Estonia's northern neighbor, Finland, has announced a lock-down for next month amid rising COVID-19 rates, the English-language portal of public broadcaster Yle reports. The move will affect the large number of Estonian citizens and residents who live and/or commute to work there.
Speaking at a press conference Thursday morning, Finnish Prime Minister Sanna Marin said that a three-week closure of pubs, bars and restaurants would run March 8-22, Yle reports.
Marin said that Finland's situation had worsened in recent weeks, particularly as a result of the spread of a highly-infectious U.K. variant, which makes up around 75 percent of currently reported cases: Marin added that existing restrictions were not sufficient to contain the spread, with parts of the country moving to the second-tier level of the government's three-tier COVID-19 plan.
Estonian premier Kaja Kallas (Reform) visited Finland late last week, highlighting the issue of work-based commuting between the two countries. Sanna Marin said that ways of alleviating this would be looked into, primarily meaning moves towards mandatory testing and certificate harmonization, including vaccination digital certificates.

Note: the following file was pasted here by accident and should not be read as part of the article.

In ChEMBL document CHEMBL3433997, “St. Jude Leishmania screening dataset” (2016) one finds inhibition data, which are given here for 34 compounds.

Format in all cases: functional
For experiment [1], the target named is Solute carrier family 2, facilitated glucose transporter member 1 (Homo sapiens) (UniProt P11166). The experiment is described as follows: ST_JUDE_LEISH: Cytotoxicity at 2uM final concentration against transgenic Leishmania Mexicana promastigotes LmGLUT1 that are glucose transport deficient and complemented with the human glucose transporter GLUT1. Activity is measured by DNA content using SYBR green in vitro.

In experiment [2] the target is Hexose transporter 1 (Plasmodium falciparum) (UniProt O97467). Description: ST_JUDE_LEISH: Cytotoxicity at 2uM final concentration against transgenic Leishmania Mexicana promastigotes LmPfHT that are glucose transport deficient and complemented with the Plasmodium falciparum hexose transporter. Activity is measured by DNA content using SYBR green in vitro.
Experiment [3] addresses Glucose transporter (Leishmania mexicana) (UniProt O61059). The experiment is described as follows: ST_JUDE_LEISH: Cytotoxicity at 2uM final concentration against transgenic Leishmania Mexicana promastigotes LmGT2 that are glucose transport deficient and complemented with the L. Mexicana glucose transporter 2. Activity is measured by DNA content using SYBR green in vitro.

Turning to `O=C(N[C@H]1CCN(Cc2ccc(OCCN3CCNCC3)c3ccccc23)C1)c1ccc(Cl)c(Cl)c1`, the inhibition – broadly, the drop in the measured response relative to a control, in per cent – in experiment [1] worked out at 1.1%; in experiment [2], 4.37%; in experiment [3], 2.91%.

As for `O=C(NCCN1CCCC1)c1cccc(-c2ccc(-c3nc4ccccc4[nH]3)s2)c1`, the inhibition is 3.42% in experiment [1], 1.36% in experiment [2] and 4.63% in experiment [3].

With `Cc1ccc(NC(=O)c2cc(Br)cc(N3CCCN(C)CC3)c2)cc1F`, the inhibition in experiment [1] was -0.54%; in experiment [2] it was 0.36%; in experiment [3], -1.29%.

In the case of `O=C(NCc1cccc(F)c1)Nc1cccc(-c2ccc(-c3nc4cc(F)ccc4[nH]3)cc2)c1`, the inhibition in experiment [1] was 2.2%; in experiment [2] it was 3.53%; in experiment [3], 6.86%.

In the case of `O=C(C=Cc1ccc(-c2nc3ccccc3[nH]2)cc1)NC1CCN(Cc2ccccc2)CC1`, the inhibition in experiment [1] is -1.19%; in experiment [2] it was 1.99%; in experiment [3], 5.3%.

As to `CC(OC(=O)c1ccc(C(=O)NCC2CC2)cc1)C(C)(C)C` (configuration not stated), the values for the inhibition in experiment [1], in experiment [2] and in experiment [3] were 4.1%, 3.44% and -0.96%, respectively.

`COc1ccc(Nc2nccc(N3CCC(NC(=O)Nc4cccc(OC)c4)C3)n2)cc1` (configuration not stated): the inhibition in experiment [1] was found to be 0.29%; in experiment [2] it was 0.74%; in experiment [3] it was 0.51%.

Currently, Finland's border is closed to everyone except essential workers. This situation was in any case set to run until March 18, after being extended last week.
Finland's current coronavirus 14-day rate per 100,000 inhabitants stands at 111 compared with 820 in Estonia as of Thursday morning. Several hospitals, particularly in the southern, more populous region of the country are at the community transition, I.e spreading, stage, Yle reports.
The tier-two measures in Finland will include capping gatherings of people at six, the closure of public spaces, distance learning for schools, and a ban on group leisure activities for those aged over 12.
The relevant legislation and compensation measures for businesses will be presented to the Eduskuntatalo next week, while the measures themselves were approved at a government meeting Wednesday evening, Yle reports.
Editor: Andrew Whyte